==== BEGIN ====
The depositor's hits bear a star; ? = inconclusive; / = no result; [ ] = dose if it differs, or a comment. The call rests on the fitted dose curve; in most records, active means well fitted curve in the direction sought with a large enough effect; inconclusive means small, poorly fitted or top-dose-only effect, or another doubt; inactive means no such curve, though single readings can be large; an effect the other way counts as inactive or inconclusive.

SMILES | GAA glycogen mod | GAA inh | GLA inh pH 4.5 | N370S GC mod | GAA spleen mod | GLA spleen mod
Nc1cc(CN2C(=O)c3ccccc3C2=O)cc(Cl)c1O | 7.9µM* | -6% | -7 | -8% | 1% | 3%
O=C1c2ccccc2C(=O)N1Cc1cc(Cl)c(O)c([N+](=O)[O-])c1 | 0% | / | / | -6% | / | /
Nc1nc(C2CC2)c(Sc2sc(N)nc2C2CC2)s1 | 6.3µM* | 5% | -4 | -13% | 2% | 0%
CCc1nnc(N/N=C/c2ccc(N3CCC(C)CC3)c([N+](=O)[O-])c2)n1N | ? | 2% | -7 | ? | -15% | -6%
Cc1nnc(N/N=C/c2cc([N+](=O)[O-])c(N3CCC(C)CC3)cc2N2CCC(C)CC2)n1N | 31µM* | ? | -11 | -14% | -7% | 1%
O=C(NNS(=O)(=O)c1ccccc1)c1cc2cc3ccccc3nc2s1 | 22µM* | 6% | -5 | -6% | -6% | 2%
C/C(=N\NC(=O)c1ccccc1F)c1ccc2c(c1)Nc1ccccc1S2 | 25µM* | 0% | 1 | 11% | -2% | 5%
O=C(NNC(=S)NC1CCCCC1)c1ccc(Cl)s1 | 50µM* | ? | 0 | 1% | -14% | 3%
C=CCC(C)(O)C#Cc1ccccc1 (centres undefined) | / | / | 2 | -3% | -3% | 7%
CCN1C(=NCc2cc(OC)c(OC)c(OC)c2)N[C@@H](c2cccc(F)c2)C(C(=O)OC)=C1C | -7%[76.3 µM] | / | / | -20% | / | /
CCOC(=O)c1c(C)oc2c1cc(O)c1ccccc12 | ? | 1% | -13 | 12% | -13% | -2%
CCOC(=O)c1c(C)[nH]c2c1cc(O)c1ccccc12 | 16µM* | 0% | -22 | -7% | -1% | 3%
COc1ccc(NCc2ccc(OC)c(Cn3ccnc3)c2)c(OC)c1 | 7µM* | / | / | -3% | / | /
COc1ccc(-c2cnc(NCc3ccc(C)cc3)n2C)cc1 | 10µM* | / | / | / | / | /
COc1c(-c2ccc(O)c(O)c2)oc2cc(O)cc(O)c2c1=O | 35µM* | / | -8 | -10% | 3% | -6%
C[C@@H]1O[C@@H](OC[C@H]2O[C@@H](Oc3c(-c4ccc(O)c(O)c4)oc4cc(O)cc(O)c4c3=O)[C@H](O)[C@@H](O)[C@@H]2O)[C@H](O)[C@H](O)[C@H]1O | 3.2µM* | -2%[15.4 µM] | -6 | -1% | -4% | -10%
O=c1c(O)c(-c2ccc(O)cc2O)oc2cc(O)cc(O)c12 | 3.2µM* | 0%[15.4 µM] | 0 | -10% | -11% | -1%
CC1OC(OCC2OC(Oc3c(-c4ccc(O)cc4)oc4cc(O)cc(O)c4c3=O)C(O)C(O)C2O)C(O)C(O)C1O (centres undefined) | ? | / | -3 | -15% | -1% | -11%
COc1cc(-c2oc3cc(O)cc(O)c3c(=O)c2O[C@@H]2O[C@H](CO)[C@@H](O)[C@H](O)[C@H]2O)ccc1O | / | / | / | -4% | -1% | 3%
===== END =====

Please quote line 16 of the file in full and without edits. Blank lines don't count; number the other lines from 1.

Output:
COc1ccc(-c2cnc(NCc3ccc(C)cc3)n2C)cc1 | 10µM* | / | / | / | / | /